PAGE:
With the increasing level of electrification of on-road, off-road and stationary applications, use of larger lithium-ion battery packs has become essential. These packs require large capital investments on the order of millions of dollars and pose a significant risk of self-annihilation without rigorous safety evaluation and management. Testing these larger battery packs to validate design changes can be cost prohibitive. A reliable numerical simulation tool to predict battery thermal runaway under various abuse scenarios is essential to engineer safety into the battery pack design stage. A comprehensive testing & simulation workflow has been established to calibrate and validate the numerical modeling approach with the test data for each of the individual sub model - electrochemical, internal short circuit and thermal abuse model. A four-equation thermal abuse model was built and validated for lithium-ion 21700 form factor cylindrical cells using NCA cathodes.
Technical Paper

A Computational Study on the Critical Ignition Energy and Chemical Kinetic Feature for Li-Ion Battery Thermal Runaway

Lithium-ion (Li-ion) batteries and issues related to their thermal management and safety have been attracting extensive research interests. In this work, based on a recent thermal chemistry model, the phenomena of thermal runaway induced by a transient internal heat source are computationally investigated using a three-dimensional (3D) model built in COMSOL Multiphysics 5.3. Incorporating the anisotropic heat conductivity and typical thermal chemical parameters available from literature, temperature evolution subject to both heat transfer from an internal source and the activated internal chemical reactions is simulated in detail. This paper focuses on the critical runaway behavior with a delay time around 10s. Parametric studies are conducted to identify the effects of the heat source intensity, duration, geometry, as well as their critical values required to trigger thermal runaway.
Technical Paper

A Cooling System for the EAPU Shuttle Upgrade

The Shuttle orbiter currently uses hydrazine-powered APU’s for powering its hydraulic system pumps. To enhance vehicle safety and reliability, NASA is pursuing an APU upgrade where the hydrazine-powered turbine is replaced by an electric motor pump and battery power supply. This EAPU (Electric APU) upgrade presents several thermal control challenges, most notably the new requirement for moderate temperature control of high-power electronics at 132 °F (55.6 °C). This paper describes how the existing Water Spray Boiler (WSB), which currently cools the hydraulic fluid and APU lubrication oil, is being modified to provide EAPU thermal management.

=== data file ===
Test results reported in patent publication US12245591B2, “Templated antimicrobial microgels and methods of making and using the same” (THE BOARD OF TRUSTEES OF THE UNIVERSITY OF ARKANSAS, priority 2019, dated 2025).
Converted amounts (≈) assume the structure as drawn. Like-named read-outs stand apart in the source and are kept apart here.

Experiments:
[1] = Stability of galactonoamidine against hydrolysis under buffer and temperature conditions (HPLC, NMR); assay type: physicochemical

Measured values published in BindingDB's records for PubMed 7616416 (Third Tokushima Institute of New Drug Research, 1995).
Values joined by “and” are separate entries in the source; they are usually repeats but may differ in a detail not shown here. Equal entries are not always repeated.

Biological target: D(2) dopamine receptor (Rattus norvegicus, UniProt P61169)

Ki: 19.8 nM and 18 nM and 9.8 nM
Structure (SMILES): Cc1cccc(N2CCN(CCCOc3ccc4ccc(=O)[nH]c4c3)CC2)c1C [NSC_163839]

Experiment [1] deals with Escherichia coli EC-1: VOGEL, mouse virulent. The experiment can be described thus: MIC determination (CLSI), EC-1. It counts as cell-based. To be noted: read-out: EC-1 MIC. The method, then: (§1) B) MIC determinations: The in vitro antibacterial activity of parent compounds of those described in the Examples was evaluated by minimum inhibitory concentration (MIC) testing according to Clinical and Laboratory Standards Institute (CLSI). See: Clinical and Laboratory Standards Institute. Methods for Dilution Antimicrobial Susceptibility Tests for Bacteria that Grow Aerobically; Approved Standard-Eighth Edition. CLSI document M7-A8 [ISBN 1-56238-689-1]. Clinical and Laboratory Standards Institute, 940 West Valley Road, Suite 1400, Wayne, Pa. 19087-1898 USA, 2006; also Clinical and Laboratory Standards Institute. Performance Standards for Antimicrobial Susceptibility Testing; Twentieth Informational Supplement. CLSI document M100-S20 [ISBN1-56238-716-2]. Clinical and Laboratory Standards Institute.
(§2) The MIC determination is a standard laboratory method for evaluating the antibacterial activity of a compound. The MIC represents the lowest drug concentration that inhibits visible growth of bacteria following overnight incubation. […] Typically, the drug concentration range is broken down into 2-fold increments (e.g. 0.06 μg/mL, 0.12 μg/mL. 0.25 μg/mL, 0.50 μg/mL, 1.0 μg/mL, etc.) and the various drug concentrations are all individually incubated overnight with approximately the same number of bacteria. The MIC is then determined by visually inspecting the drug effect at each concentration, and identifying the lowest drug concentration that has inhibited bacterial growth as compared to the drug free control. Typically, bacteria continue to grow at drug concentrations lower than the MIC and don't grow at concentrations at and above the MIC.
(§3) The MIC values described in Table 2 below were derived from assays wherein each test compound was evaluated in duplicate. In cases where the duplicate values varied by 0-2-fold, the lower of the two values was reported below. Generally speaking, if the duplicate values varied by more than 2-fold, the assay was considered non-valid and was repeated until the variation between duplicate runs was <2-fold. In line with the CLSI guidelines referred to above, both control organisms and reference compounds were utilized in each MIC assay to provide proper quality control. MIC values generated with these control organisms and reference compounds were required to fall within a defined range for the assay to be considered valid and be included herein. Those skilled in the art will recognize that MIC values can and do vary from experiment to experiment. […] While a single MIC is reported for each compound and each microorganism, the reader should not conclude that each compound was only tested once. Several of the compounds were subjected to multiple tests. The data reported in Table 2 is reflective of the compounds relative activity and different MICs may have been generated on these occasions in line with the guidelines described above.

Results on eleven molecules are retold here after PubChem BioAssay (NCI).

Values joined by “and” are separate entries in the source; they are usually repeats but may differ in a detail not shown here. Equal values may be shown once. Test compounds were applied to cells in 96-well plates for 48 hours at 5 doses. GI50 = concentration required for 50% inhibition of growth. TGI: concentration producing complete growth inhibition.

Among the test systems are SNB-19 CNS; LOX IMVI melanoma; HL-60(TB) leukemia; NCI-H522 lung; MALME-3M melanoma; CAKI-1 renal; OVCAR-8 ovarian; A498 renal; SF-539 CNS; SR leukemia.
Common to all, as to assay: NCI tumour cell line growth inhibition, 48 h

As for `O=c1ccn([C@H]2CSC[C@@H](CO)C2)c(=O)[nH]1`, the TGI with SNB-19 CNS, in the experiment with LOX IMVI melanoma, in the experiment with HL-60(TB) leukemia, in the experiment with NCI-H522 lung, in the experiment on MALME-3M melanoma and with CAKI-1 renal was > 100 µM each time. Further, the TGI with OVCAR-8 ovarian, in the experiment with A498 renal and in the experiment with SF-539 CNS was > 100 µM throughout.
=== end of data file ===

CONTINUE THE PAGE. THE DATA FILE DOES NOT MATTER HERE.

Technical Paper

A Coupled Lattice Boltzmann-Finite Volume Method for the Thermal Transient Analysis of an Air-Cooled Li-Ion Battery Module for Electric Vehicles with Porous Media Insert Modeled at REV Scales

Lithium ion batteries are the most promising candidates for electric and hybrid electric vehicles, owe to their ability to store higher electrical energy. As a matter of fact, in automotive applications, these batteries undergo frequent and fast charge and discharge processes, which are associated to internal heat generation, which in turns causes temperature increase. Thermal management is therefore crucial to keep temperature in an appropriate level for safe operation and battery wear prevention. In a recent work authors have already demonstrated the capabilities of a coupled lattice Boltzmann-Finite Volume Method to deal with thermal transient of a three-dimensional air-cooled Li-ion battery at different discharging rates and Reynolds numbers. Here, in order to improve discharge thermal capabilities and reduce temperature levels of the battery itself, a layer of porous medium is placed in contact with the battery so to replace a continuum solid aluminum layer.
Technical Paper

A Coupled Lattice Boltzmann-Finite Volume Method for the Thermal Transient Modeling of an Air-Cooled Li-Ion Battery Cell for Electric Vehicles

Due to their ability to store higher electrical energy, lithium ion batteries are the most promising candidates for electric and hybrid electric vehicles, whose market share is growing fast. Heat generation during charge and discharge processes, frequently undergone by these batteries, causes temperature increase and thermal management is indispensable to keep temperature in an appropriate level. In this paper, a coupled Lattice Boltzmann-Finite Volume model for the three-dimensional transient thermal analysis of an air-cooled Li-ion battery module is presented. As it has already been successfully used to deal with several fluid-dynamics problems, the Lattice Boltzmann method is selected for its simpler boundary condition implementation and complete parallel computing, which make this approach promising for such applications.